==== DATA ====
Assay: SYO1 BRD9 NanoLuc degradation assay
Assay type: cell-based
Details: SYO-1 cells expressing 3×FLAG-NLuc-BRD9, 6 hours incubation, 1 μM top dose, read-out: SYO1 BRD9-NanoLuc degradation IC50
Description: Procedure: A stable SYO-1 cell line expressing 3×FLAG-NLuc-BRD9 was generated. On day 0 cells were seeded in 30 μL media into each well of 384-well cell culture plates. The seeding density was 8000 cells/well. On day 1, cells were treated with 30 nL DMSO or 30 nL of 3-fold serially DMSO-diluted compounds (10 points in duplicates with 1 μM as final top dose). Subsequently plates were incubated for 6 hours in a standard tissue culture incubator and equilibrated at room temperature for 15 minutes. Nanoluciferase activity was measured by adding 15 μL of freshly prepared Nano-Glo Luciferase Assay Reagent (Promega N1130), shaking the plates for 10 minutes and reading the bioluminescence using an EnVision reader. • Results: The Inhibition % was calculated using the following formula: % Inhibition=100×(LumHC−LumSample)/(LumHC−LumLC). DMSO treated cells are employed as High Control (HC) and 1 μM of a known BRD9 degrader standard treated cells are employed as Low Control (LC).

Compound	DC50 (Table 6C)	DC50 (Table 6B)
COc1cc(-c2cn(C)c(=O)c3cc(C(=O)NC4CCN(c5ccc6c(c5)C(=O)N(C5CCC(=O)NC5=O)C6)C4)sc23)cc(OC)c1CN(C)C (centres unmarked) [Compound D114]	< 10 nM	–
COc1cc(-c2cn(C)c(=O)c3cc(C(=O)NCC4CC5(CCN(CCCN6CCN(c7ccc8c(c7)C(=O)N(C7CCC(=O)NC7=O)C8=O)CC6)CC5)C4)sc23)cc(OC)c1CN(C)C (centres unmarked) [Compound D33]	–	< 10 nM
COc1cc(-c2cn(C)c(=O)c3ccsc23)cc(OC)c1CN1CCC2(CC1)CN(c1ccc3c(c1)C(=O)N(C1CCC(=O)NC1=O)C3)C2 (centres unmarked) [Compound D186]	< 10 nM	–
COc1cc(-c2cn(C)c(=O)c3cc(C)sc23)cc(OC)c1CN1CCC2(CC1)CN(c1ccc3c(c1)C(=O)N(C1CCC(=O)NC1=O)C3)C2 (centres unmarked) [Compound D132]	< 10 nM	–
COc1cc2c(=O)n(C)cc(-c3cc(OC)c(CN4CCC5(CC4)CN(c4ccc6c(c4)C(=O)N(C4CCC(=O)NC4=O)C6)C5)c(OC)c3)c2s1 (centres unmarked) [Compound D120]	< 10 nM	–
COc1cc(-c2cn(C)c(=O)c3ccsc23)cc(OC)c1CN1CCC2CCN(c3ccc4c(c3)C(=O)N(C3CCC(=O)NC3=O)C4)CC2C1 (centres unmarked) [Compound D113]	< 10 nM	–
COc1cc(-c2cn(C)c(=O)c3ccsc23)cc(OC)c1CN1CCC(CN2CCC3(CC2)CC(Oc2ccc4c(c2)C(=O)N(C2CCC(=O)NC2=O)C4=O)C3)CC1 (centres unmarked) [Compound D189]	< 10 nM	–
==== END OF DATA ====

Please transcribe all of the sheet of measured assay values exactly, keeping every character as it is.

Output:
Assay: SYO1 BRD9 NanoLuc degradation assay
Assay type: cell-based
Details: SYO-1 cells expressing 3×FLAG-NLuc-BRD9, 6 hours incubation, 1 μM top dose, read-out: SYO1 BRD9-NanoLuc degradation IC50
Description: Procedure: A stable SYO-1 cell line expressing 3×FLAG-NLuc-BRD9 was generated. On day 0 cells were seeded in 30 μL media into each well of 384-well cell culture plates. The seeding density was 8000 cells/well. On day 1, cells were treated with 30 nL DMSO or 30 nL of 3-fold serially DMSO-diluted compounds (10 points in duplicates with 1 μM as final top dose). Subsequently plates were incubated for 6 hours in a standard tissue culture incubator and equilibrated at room temperature for 15 minutes. Nanoluciferase activity was measured by adding 15 μL of freshly prepared Nano-Glo Luciferase Assay Reagent (Promega N1130), shaking the plates for 10 minutes and reading the bioluminescence using an EnVision reader. • Results: The Inhibition % was calculated using the following formula: % Inhibition=100×(LumHC−LumSample)/(LumHC−LumLC). DMSO treated cells are employed as High Control (HC) and 1 μM of a known BRD9 degrader standard treated cells are employed as Low Control (LC).

Compound	DC50 (Table 6C)	DC50 (Table 6B)
COc1cc(-c2cn(C)c(=O)c3cc(C(=O)NC4CCN(c5ccc6c(c5)C(=O)N(C5CCC(=O)NC5=O)C6)C4)sc23)cc(OC)c1CN(C)C (centres unmarked) [Compound D114]	< 10 nM	–
COc1cc(-c2cn(C)c(=O)c3cc(C(=O)NCC4CC5(CCN(CCCN6CCN(c7ccc8c(c7)C(=O)N(C7CCC(=O)NC7=O)C8=O)CC6)CC5)C4)sc23)cc(OC)c1CN(C)C (centres unmarked) [Compound D33]	–	< 10 nM
COc1cc(-c2cn(C)c(=O)c3ccsc23)cc(OC)c1CN1CCC2(CC1)CN(c1ccc3c(c1)C(=O)N(C1CCC(=O)NC1=O)C3)C2 (centres unmarked) [Compound D186]	< 10 nM	–
COc1cc(-c2cn(C)c(=O)c3cc(C)sc23)cc(OC)c1CN1CCC2(CC1)CN(c1ccc3c(c1)C(=O)N(C1CCC(=O)NC1=O)C3)C2 (centres unmarked) [Compound D132]	< 10 nM	–
COc1cc2c(=O)n(C)cc(-c3cc(OC)c(CN4CCC5(CC4)CN(c4ccc6c(c4)C(=O)N(C4CCC(=O)NC4=O)C6)C5)c(OC)c3)c2s1 (centres unmarked) [Compound D120]	< 10 nM	–
COc1cc(-c2cn(C)c(=O)c3ccsc23)cc(OC)c1CN1CCC2CCN(c3ccc4c(c3)C(=O)N(C3CCC(=O)NC3=O)C4)CC2C1 (centres unmarked) [Compound D113]	< 10 nM	–
COc1cc(-c2cn(C)c(=O)c3ccsc23)cc(OC)c1CN1CCC(CN2CCC3(CC2)CC(Oc2ccc4c(c2)C(=O)N(C2CCC(=O)NC2=O)C4=O)C3)CC1 (centres unmarked) [Compound D189]	< 10 nM	–